In such a photovoltaic cell, Group II atoms are preferably Zn and the Group VI atoms are preferably selected from the group consisting essentially of S and Se. Thereby the first conductivity type semiconductor volume is selected from the group consisting essentially of
Cd1-x Znx Te1-y Sey
Cd1-x Znx Te1-y Sy,
where 0.02≦(x+y)≦0.5, x>0, y>0. The first and second semiconductor compounds can differ from each other to form a heterojunction or they can be the same to form a homojunction.
It is, accordingly a further object of the invention to provide a new and improved cadmium telluride photovoltaic solar cell wherein a cadmium telluride compound has low dislocation density and good, stable ohmic contacts.
FIG. 1 is a schematic view of a first embodiment of the invention wherein a CdTe solar cell is formed on a glass substrate;
FIG. 2 is a schematic view of a second embodiment of the invention wherein a CdTe solar cell is formed as a mesa configuration;
FIG. 3 is a schematic view of a further embodiment of the invention wherein a solar cell is formed by epitaxial deposition of a semiconductor layer onto a substrate; and
FIG. 4 is a schematic view of another embodiment of the invention wherein CdTe is deposited on a metal electrode block.
Reference is now made to FIG. 1 of the drawing wherein solar cell 11 is illustrated as including ceramic or glass substrate 12 that is transparent to optical energy, indicated by arrow 13. Deposited on substrate 12 are layers 14 and 15 which form p-n junction 16; layer 15 is a CdTe compound. At the interface between substrate 12 and layer 14, which is deposited directly on face 17 of substrate 12, is metal electrode 18. Deposited on face 19 of layer 15 remote from substrate 12 is electrode 20, which makes ohmic contact with layer 15. Electrode 18 makes ohmic contact with layer 14.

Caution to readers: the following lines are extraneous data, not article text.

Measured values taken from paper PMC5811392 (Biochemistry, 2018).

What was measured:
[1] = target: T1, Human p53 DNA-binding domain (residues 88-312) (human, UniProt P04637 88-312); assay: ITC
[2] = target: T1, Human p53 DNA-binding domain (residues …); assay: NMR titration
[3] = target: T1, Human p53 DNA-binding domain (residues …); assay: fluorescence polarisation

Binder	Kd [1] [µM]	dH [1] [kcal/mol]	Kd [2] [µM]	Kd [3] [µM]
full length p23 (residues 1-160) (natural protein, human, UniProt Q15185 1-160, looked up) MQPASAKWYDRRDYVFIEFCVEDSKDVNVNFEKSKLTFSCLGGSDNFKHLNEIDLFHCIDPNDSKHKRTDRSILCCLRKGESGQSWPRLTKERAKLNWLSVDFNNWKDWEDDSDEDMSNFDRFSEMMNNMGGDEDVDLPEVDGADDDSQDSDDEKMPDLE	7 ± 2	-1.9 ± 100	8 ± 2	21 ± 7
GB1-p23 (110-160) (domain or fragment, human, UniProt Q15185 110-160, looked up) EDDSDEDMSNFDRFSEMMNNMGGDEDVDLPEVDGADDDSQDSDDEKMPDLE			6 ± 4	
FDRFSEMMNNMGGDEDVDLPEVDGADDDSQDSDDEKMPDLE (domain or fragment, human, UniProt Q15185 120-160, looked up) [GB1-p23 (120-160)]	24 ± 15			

Junction 16 can be a homojunction or a heterojunction. If layers 14 and 15 are the same CdTe compounds, but are oppositely doped, junction 16 is a homojunction. In contrast, if oppositely doped layers 14 and 15 are formed of different compounds, junction 16 is a heterojunction. If junction 16 is a heterojunction, layer 14 is preferably cadmium sulphide, a compound having a band gap that is large compared to the band gap of the CdTe compound in layer 15, to enable optical energy 13 to impinge on the junction and enable charged carriers to migrate to electrodes 18 and 20.
Cadmium telluride semiconductor layer 15 is formed as a tetrahedral crystalline host semiconductor material wherein the cadmium and telluride atoms of the semiconductor are bonded by ionic, covalent, and metallic forces. The nearest cadmium and tellurium atoms of layer 15 have known bond lengths of 2.805 and 2.807 Angstroms in zinc blende and Wurtzite configurations, respectively. The cadmium telluride host material is alloyed with a single type of atoms that replace some of the cadmium or some of the telluride atoms of layer 15 so that alloyed and host atoms are bonded by at least covalent and metallic forces. The alloyed atoms have a bond length with the nearest neighboring host atoms that is less than the known host bond length. The number of bonded alloyed atoms in layer 15 is small compared to the number of bonded host atoms in the layer so as not to substantially affect electron conduction and optical properties of the cadmium telluride crystals in layer 15. Because the alloyed atoms have a bond length with the nearest neighboring host atoms that is less than the bond length between the cadmium and tellurium in layer 15, there is a substantial reduction in the CdTe dislocation density, i.e., there are no more than a few dislocations in layer 15. Thereby, good contact properties subsist between ohmic contact 20 and layer 15.
In one preferred embodiment, layer 14 is cadmium sulphide, a wide band material that can only be n doped. In such a situation, layer 15 must be p doped.
To provide the virtually dislocation free characteristics of layer 15, some of the cadmium or telluride atoms in layer 15 are replaced either by zinc, sulphur or selenium atoms. Addition of zinc, sulphur and selenium to the p type cadmium telluride results in formation of Cd1-x Znx Te, CdTe1-y Sy and CdTe1-y Sey, respectively; wherein x and y are in the range from 0.02 to 0.5. If the value of x or y is less than 0.02, the number of dislocations in the cadmium telluride is not sufficiently reduced. If the value of x or y is greater than 0.5, the band gap of the cadmium telluride is materially increased, resulting in a significant reduction in the efficiency of the cell in converting solar energy into electric energy.